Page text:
Skip to main content
Unsere Website gibt es auch auf Deutsch - würden Sie gerne zu dieser Version wechseln?Zur deutschen Version wechseln

A close up to agile project management: Scrum vs. Kanban

11 min read

One of the key elements of project management is deciding for the right project management method. Almost every page related to software development includes buzzwords as "we are agile", "we work according to the Kanban methodology" or "we are Scrum ninjas". While it is not a problem to identify the differences between traditional and agile methods of managing projects, understanding the discrepancies between the Scrum and Kanban methodologies can be a problem for many.

We decided to take both methods - Scrum and Kanban - under the magnifying glass and find out their characteristics, similarities, and differences.

Agil, Scrum, Kanban… isn't it basically all the same?

If you’re new to the project management methodologies, you might be under the impression that “Scrum” and “Agile” are pretty much the same. But that’s not really the case.

Agile is an approach to project management that refers to a set of guidelines and practices based on the Agile Manifesto. Basically, the term "agility" describes its purpose very well: to remain agile and flexible, to react to changes and to remain adaptable, to work independently...

Scrum as well as Kanban, on the other hand, are simply two project management methodologies which are considered to be agile. If you are only judging the book by its cover also the two methodologies might seem to be one like the other. After all, both within Scrum and Kanban it is all about getting the open task to the status “Done”. Also, both practices use a ‘Board’ to do so – which is pretty much the most striking instrument. Yet, there are some major differences between them that every project manager should be aware of.


The main concern is to explore new ways while decreasing the risks.

Scrum is a framework for team collaboration that helps the whole team working on complex products and stay creative all the way through. Having a look into the Scrum Guide helps understanding the concept a little better:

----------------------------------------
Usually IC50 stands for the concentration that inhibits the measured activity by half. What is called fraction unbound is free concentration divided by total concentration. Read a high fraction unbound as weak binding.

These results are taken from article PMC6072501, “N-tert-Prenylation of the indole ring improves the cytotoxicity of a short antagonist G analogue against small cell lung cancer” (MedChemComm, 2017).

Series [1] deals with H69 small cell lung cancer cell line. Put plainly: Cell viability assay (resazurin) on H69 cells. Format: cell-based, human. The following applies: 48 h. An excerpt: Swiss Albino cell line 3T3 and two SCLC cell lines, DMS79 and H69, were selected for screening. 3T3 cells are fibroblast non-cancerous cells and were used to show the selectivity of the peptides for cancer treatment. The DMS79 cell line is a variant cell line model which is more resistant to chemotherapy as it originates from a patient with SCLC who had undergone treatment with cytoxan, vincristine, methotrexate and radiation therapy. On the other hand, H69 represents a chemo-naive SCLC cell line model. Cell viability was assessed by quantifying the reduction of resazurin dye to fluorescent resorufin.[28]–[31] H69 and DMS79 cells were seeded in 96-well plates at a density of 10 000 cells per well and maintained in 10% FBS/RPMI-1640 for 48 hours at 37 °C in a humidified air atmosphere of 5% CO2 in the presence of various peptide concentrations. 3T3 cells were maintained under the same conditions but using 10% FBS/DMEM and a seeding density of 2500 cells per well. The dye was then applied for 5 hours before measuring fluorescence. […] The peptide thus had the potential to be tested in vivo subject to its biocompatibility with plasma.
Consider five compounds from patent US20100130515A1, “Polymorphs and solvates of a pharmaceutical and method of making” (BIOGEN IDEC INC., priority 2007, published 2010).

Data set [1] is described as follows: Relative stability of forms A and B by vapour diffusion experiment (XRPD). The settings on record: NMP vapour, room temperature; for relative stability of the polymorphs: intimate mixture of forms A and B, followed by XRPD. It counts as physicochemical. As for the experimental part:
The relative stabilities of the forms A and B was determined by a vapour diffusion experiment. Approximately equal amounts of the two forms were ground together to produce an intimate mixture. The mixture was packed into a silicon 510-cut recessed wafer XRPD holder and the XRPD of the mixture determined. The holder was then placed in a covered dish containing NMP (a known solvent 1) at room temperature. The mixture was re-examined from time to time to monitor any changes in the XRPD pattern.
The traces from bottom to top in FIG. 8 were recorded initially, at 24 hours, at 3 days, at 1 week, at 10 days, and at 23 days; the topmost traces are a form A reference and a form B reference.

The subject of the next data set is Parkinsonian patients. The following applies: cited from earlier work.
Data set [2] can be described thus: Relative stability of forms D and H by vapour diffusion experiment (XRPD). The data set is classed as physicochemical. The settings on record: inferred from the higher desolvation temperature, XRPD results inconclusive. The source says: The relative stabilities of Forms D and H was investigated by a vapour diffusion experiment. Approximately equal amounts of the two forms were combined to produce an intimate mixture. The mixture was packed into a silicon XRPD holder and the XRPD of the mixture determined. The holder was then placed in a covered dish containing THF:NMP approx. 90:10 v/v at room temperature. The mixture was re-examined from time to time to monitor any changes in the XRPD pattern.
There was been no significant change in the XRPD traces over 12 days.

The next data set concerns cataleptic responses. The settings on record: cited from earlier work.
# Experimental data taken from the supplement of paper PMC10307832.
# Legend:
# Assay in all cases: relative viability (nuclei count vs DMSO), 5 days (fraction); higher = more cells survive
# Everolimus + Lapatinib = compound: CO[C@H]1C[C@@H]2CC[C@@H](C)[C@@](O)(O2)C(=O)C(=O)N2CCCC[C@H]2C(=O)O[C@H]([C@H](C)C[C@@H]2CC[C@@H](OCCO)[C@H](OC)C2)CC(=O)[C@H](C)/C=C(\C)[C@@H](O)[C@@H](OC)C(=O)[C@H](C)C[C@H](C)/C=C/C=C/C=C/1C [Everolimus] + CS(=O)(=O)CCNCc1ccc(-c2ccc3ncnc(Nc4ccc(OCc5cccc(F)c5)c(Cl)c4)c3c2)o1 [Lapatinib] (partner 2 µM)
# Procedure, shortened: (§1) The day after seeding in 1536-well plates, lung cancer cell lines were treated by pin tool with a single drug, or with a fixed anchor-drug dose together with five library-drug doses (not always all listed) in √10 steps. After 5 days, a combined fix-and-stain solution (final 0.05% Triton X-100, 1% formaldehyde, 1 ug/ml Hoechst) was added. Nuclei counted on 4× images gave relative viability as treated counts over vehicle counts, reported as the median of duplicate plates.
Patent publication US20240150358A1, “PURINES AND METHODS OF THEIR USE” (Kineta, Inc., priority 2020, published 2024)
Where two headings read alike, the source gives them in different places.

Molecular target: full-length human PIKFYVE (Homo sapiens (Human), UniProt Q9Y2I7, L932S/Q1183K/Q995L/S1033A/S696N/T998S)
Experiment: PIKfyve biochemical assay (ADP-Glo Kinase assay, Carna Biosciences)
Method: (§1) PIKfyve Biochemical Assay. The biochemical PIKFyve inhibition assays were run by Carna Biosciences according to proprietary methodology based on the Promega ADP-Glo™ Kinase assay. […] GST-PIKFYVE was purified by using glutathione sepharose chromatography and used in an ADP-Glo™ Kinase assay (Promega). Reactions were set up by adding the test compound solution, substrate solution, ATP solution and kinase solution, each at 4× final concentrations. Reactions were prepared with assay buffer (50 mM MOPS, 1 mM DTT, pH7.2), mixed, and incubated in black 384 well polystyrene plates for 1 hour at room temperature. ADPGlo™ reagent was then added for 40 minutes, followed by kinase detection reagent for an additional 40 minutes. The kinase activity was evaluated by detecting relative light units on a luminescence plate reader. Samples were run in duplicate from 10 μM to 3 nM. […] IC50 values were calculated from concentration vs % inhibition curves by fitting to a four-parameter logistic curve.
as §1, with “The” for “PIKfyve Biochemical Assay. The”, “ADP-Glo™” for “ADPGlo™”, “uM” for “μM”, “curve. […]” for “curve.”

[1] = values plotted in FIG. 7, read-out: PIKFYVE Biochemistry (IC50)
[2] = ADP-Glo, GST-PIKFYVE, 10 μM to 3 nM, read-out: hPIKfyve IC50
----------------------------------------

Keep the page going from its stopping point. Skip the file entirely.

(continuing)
Scrum is founded on empirical process control theory, or empiricism. Empiricism asserts that knowledge comes from experience and making decisions based on what is known. Scrum employs an iterative, incremental approach to optimize predictability and control risk.

That means, that the measures the team is going to undertake in future are based on the experiences made during the ongoing process for the greater part. Within this approach Scrum implies so called Sprints (iterative) – regular iterations, each of them ending with an “finished” interim result/product (incremental). This “step-by-step”-approach also minimizes the risk of experimental activities (every sprint-result is open to feedback from all stakeholders). Therefore, it opens opportunities for exploring some new ideas.

Scrum Artefacts

Scrum aims to remain flexible and transparent in order to facilitate a better feedback culture and changes within the process. The common goal is to provide value to the clients and to create a fully-functional piece of software in the end. In order to do so, scrum works with so called Events (regular meetings) and three Artifacts:

1. Product Backlog

The Product Backlog is a list of all items/requirements for the final product, created, managed and prioritized by the Product Owner. It is his own “little” space, so to say, where he collects everything (features, improvements, fixes etc.) that needs to be done with the product. Its structure is quite simple: Most important items can be found at the top of the list.

You can tell, the Procut Backlog is neither a fixed list nor is it fully elaborated at the very beginning. Actually, it is never fully complete but evolves together with the product itself.

In reality teams often work with User Stories, that describe features from the users’ point of view and therefore also the specific requirements.

Though, it is quite important that these stories are easy to understand.
As a [user role] I want to [function] in order to [benefit].

2. Sprint Backlog

The hole Product Backlog strategy is quite simple, right? However, there are a lot of items on the list already. How many of these items need to be completed during the next sprint anyways? Well, that’s what the Sprint Backlog is for. The Sprint Backlog happens to be some kind of smaller version of a Product Backlog, containing selected items that need to be worked off during the next Sprint.